Zimbabwe’s economic prospects for 2013 and beyond apparently hinge on the success of its diamond industry and the country should embark on extensive exploration activities to determine the size of its precious stone deposits, industry experts say.
Report by Taurai Mangundla
While key diamond industry players may push for increased diamond activity throughout the value chain in Zimbabwe with the profit motive in mind, this dovetails with President Robert Mugabe’s exhortation for increased exploration so that the ensuing data can enable the economy to stimulate investment into the sector.
Mining has emerged as Zimbabwe’s major economic driver after agricultural output fell as a result of the controversial fast track land reform programme of 2000. For this year, Finance minister Tendai Biti had anticipated to fund close to 20% of his fiscus from diamond revenues alone.
However, revenue collection from the Marange diamond operations was inexplicably low owing to lack of transparency on the disbursement of proceeds from the mines. Biti then had to revise downwards his budget from the initial US$4billion to US$3,4billion.
Mines minister Obert Mpofu told the inaugural Zimbabwe Diamond Conference last week that diamonds accounted for 45% of total revenue collected in the first nine months of this year.
Industry experts say Zimbabwe’s diamond production could double the current global output by 2015 and easily contribute 25% of the world’s supply by value and 30% by volume.
Chaim Even-Zohar, president of the Telaviv Tacy Limited, said Zimbabwe needed to know the major deposits of diamonds in the country for it to plan better.
“The problem with alluvial diamonds is that they can run out at any time so there is need for exploration to know where the carrot is,” said Even-Zohar.
“Diamonds were first found in Zimbabwe more than a century ago and right now they are being mined in Marange. They were also found a long time ago in Somabhula,” he added.
Zimbabwe Mining Development Corporation (ZMDC) chairman Godwills Masimirembwa said formation of new diamond mining companies to exploit newly-discovered diamond deposits was on the cards.
In an interview with Zimbabwe Independent, Masimerembwa said his company, which has a 50% stake in the four diamond companies at Marange – Anjin Investments, Diamond Mining Corporation, Marange Resources and Mbada Diamonds — has already done preliminary exploration which proved there were more deposits of the precious stone in the 1,8million hectare area.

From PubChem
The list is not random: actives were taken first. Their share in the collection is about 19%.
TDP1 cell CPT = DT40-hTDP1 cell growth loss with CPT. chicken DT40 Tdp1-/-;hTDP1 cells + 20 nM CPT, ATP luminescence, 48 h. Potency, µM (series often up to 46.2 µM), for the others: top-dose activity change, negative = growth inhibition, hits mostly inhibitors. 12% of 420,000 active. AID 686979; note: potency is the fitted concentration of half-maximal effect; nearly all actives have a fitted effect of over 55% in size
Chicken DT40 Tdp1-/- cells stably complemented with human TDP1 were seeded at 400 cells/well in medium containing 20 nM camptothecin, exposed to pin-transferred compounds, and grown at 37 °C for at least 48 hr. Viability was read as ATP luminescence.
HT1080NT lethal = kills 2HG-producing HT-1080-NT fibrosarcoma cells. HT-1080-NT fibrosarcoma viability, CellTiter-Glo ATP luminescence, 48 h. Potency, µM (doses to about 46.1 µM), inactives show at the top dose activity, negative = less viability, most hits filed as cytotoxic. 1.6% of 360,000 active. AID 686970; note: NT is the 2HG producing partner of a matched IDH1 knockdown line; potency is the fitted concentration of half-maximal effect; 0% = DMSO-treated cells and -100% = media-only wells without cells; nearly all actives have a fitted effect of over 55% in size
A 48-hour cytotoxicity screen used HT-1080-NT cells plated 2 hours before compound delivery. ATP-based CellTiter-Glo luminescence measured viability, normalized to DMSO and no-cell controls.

“We have done preliminary exploration which shows there are diamonds in the area, so a full exploration is required to see the extent of the resource. It doesn’t mean, however, that every square metre has diamonds,” he said on the sidelines of the country’s inaugural Diamond Conference earlier this week.
Masimirembwa announced the country was seeking strategic partners to exploit the newly-found deposits. He said the 1,8 million hectares were under ZMDC control and highly prospective for diamonds
“We need partners with capital, technical expertise or those with access to markets”, Masimirembwa said.
Mineral exploration is used in the mining industry to probe the contents of known ore deposits and potential sites by withdrawing a small diametre core of rock from the orebody. Geologists can analyse the core by chemical assay and conduct petrologic, structural and mineralogic studies of the rock. In cognisance of the importance of exploration, government has so far spent US$4 million towards the revival of its mineral exploration company, Mining Promotion Corporation (MPC).
Resuscitation of the MPC owned by ZMDC is almost complete.
The US$4 million was used to purchase equipment, which will be used in the exploration activities as well as other expenses in running the company. MPC ceased operations due to harsh economic operating conditions that prevailed in the country.